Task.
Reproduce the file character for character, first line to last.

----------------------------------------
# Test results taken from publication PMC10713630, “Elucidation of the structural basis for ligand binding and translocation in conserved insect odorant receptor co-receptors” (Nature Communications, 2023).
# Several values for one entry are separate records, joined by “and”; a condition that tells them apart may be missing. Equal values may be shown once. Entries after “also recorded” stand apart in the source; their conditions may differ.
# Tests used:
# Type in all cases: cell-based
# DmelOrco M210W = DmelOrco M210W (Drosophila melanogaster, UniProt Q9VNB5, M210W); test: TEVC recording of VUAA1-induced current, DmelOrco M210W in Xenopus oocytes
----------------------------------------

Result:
# Test results taken from publication PMC10713630, “Elucidation of the structural basis for ligand binding and translocation in conserved insect odorant receptor co-receptors” (Nature Communications, 2023).
# Several values for one entry are separate records, joined by “and”; a condition that tells them apart may be missing. Equal values may be shown once. Entries after “also recorded” stand apart in the source; their conditions may differ.
# Tests used:
# Type in all cases: cell-based
# DmelOrco M210W = DmelOrco M210W (Drosophila melanogaster, UniProt Q9VNB5, M210W); test: TEVC recording of VUAA1-induced current, DmelOrco M210W in Xenopus oocytes